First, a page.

The parenthetical statement in this passage—marked with emdashes—does not feel obtrusive, though when read aloud, it becomes immediately apparent how far removed it is from the rhythm of everyday conversation. The first occurrence ("the poor farm, the scared sisters, the harsh father") provides a tricolon of concrete images to ground the description "bleak and dangerous"; each item in the list further complicates or explains the last.
- "bleak"—all right
- but also "dangerous"—a complementary adjective, though not so boring as to be synonymous; we start to crave an explanation for both the bleakness and the danger
- "the poor farm"—one can understand how a poor farm might be both bleak and dangerous
- "the scared sisters"—but what are they scared of?
- "the harsh father"—that is what the sisters are scared of, and that is what makes the farm (and the childhood of Janet's father) both bleak and dangerous
I thought of him running away to work on the lake boats, running along the railway tracks, toward Goderich, in the evening light.
One alternative would have been to write "I thought of him running away in the evening light along the railway tracks toward Goderich to work on the lake boats," but this is clunky: there are too many prepositional phrases packed together. It starts to become unclear which phrase modifies which. Munro's equivalence of "running... running" helps organize and clarify the ideas, so that it's obvious that the narrator imagines him escaping in the evening light, rather than working on lake boats in the evening light. The repetition also creates a nice sonic effect, with its balance of liquids and nasals.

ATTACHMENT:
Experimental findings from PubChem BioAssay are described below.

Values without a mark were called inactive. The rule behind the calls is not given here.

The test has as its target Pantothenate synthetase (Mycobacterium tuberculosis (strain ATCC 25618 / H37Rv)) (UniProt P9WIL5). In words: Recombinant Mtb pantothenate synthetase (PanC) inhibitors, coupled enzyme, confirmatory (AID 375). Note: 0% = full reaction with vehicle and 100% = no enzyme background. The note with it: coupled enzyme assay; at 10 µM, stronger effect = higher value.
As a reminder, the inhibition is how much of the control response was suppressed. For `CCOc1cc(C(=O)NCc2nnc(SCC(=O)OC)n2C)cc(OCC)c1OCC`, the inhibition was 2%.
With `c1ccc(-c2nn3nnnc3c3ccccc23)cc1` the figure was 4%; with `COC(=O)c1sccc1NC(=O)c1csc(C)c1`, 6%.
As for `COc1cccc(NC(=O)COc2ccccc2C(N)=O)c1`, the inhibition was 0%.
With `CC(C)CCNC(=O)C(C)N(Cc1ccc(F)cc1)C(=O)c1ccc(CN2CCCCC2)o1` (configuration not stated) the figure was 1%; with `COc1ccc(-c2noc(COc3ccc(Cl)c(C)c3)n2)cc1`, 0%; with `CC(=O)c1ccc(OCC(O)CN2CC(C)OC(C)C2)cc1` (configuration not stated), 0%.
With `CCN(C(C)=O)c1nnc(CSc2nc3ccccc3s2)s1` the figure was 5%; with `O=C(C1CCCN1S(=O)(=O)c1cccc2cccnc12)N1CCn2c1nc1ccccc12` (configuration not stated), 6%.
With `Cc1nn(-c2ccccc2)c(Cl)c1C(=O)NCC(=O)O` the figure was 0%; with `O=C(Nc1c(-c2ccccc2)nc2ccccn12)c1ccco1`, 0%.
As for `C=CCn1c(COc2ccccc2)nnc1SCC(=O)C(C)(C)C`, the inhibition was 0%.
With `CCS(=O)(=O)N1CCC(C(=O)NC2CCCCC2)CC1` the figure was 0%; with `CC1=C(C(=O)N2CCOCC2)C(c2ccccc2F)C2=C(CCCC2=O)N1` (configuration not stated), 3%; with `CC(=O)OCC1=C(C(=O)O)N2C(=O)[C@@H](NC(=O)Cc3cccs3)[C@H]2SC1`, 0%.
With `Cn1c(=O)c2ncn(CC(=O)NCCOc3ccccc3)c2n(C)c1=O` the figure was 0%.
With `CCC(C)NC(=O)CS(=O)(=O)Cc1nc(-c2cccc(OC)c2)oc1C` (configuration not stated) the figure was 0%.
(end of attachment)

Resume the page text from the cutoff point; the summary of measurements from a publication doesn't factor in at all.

The word choice "railway tracks" sounds slightly dated, though also vaguely rural—as opposed to "railroad" or even "rail tracks": it makes both Janet herself and her father sound slightly quaint, as though they have shed most of the traces of their pasts, but a few still linger and pop up in an odd turn of phrase. The same is true of the simple sentence "He used to tell about that trip": normally, we would expect tell to take an object—here, most likely, "tell me" or "tell us." The omission gives the sense of replicating some kind of regionalism—while also making "tell" surprisingly open-ended. Munro suggests that Janet's father did not simply tell this as a family story, or occasional tale, but a story that was repeated to any audience habitually ("used to" indicates the kind of story—an old and worn tale, a myth about the self).